There’s a meme doing rounds online, it says that we all want travel but our bank accounts don’t want us to. Every time I saw that meme, I felt sad.
I have always been a voracious reader who really wanted to see the places I had read in books. I wanted to feel the Berlin wall, touch its with my palms and let all that history sink in. I wanted to see Istanbul, a place that feels like a beautiful, old lover. To roam the streets of Marrakesh in sandals. To see the shipwrecks on Namibia’s skeleton coast and perhaps visit the caves in the Kalahari Desert. It would also feel good to attend New Orleans’s Jazz Festival. Have you ever wanted to just pack up everything and make a run for it?
Then Bourdain died.
I saw the news on YouTube, but I had no idea who the guy was. So, I ignored it, just like any other deaths that don’t mean much to me. But the YouTube algorithm kept bringing it up. I finally had to watch it, and that’s how I came across Parts Unknown. I watched the Armenian episode and thought, well, this is not bad, I like this guy! So, I searched for more of it.
The more I watched, the more I liked how he spoke of the places he had been. I watched how accommodating he was, open-minded, caring and self-aware. Yet at the same time, he didn’t seem like the kind of guy who’d let you slap his other cheek. He had a spine. He was a made man, with a sketchy history. There would however, be no Bourdain without that history. From being a cocaine addict who’d once asked for a 25$ loan immediately after being hired in Bigfoot’s kitchen (Read his book, ‘Kitchen Confidential’), to being a travel journo and a celebrity chef.
Through Parts Unknown, Bourdain showed me the world.
I spent entire weekends watching Parts Unknown, episode after episode. From Uruguay, the small country with four times as many cows as people, that legalized recreational Cannabis way back in 2013.
Through Southern Italy, ‘a lawless land filled with folklore, tales of spirits and possession.’ There he interviewed Francis Ford Coppola, one of the greatest filmmakers of all time. He who brought Mario Puzo’s book, ‘The Godfather’, to life. I mused on how softly and slowly the man spoke. I think he’d make a good grandpa.
In Senegal, I couldn’t believe it when the residents of Dakar knelt in the afternoon sun and prayed on Friday at 2pm. An entire town shutting down and taking time to pray, that was new! There’s a way the Senegalese speak with the tenacity of people having a heated argument, that makes you expect fists to fly at any moment. But then the conversation eases with laughter, and you realize that it’s how they are.
It has never had a coup. It’s an overwhelmingly Muslim country, but it’s first president was a catholic. Marriage between Muslims and Christians is not a big deal there, to the extent that you don’t even know who’s Muslim and who’s Christian… I just don’t know what to make of the place, but I would definitely like to go there. And their food, my God! I was hungry all through that episode. It’s a very tolerant and deeply religious country that is full of surprises.
In ‘Japan With Masa’, the Japanese culture was laid bare to me. The best thing about that episode, for me, was tracing the roots of Masa Takayama; His early days as a Sushi apprentice at Ginza Sushi Ojima in Tokyo, where he mastered his skill rising through the ranks there for a period of seven years. Seven years to become a master chef! Seven years! Medical students in Kenya take that long to finally earn the right to be called a doctor. No wonder Masa is the best.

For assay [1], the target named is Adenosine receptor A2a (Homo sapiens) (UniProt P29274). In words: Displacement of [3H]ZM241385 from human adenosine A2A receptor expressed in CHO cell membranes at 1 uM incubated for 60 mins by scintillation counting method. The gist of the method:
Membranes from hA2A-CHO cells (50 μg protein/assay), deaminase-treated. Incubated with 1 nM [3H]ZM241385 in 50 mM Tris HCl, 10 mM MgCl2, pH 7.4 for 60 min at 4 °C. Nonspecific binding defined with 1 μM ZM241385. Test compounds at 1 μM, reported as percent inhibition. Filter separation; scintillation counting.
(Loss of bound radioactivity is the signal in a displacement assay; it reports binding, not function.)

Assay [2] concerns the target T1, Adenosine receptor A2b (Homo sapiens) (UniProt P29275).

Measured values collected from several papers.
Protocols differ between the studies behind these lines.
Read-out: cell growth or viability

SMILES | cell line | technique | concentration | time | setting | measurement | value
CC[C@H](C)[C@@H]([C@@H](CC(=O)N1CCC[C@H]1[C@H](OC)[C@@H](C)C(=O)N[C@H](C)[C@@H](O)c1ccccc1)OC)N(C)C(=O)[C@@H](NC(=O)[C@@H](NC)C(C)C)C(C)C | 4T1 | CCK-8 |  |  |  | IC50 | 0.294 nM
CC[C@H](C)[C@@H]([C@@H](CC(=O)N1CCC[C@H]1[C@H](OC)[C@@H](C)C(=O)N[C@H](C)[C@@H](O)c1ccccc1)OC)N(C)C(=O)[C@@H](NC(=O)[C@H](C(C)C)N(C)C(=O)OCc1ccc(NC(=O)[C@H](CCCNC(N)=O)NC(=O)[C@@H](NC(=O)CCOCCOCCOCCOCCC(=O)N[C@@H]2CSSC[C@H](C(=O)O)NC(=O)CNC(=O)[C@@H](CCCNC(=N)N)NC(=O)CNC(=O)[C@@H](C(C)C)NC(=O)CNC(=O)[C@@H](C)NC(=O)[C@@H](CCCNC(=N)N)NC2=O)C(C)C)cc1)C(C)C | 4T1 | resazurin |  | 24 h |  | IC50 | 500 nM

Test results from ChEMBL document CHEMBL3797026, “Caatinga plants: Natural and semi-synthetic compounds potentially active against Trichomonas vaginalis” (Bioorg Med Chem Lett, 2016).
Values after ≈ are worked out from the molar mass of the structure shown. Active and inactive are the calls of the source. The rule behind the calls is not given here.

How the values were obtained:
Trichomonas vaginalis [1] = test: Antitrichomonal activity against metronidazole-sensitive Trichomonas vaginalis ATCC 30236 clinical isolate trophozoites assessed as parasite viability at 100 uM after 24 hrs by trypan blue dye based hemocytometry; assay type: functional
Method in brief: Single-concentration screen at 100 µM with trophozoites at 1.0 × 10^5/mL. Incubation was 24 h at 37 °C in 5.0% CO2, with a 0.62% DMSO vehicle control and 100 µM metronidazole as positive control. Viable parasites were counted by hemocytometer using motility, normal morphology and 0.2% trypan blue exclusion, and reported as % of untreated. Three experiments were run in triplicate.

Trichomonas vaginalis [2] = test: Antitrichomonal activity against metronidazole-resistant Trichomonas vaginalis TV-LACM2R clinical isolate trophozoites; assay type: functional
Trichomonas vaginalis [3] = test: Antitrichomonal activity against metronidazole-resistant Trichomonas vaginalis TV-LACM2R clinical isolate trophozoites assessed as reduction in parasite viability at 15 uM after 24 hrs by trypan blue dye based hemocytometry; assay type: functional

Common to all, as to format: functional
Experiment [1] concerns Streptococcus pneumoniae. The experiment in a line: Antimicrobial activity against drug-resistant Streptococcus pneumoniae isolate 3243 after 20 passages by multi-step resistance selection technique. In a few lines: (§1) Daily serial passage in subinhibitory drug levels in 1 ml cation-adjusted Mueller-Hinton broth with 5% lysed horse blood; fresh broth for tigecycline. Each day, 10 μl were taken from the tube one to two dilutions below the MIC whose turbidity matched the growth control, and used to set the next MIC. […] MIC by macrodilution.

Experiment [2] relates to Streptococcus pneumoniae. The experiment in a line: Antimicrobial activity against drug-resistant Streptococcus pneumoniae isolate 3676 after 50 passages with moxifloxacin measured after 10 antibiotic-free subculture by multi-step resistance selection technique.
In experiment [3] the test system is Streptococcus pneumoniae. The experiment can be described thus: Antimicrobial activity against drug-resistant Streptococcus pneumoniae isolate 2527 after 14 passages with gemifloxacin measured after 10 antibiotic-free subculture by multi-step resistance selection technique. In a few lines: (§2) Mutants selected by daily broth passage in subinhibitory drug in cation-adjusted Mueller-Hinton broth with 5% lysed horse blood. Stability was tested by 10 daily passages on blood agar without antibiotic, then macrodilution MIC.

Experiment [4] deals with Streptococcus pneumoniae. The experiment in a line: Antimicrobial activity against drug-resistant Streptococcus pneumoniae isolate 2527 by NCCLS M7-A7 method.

I liked how that episode ended, with Masa and his friends, people he’d known since high school, sitting around a fire, eating beef and drinking home-brewed Sake. Imagine sticking with your friends for forty-four years, I would want that. I’d want to grow old with my friends and see them do well in their lives. I’d want to sit with them by a fire and look back at our young ambitious selves and the little knowledge we had that made us think we were dangerous.
Oman blew me away. Maybe it’s because we share some history. In 1825, the Sultan of Oman, Said Sayyid, migrated to Zanzibar from where he ruled his empire, including Kenyan coastal possessions. We had a few things in common. Some of the food I saw in that episode was stuff that I could cook. I could have paused that episode and gone to buy chapati from a vendor in the streets.
Seeing a woman cry because their ruler, Sultan Qaboos bin Said al Said was unwell, surprised me. I come from a country where we try to tolerate our leaders. Their leader had brought them from a dark past by deposing his father from power and ushering them into an age of splendor. I understood why they loved him that much. That’s what leadership should be, you put the interests of your people first and they’ll love you.
When he asked Aisha, a young woman, what her hopes and dreams were, the first thing she said was that she wanted to be satisfied with herself. That says a lot about how the women there are nurtured. Rather than being taught to sacrifice they are taught to put their well-being first. You can see it in their eyes, they are ambitious and want to do great things.
One day I will go to those places and others I have not mentioned here. Bourdain has left a mark on me as a young man just about to graduate from college. I want to see the world as he saw it, the beauty and ugliness.
I have this desire to go to places none of my ancestors have been before. I want to slather goat meat with spices, wrap it in banana leaves and let it cook over hot charcoal, buried under the earth just as the people in Oman do. To watch the modern world seep into Cuba. To go beyond the borders of my motherland. I am a millennial who just wants to go and keep going.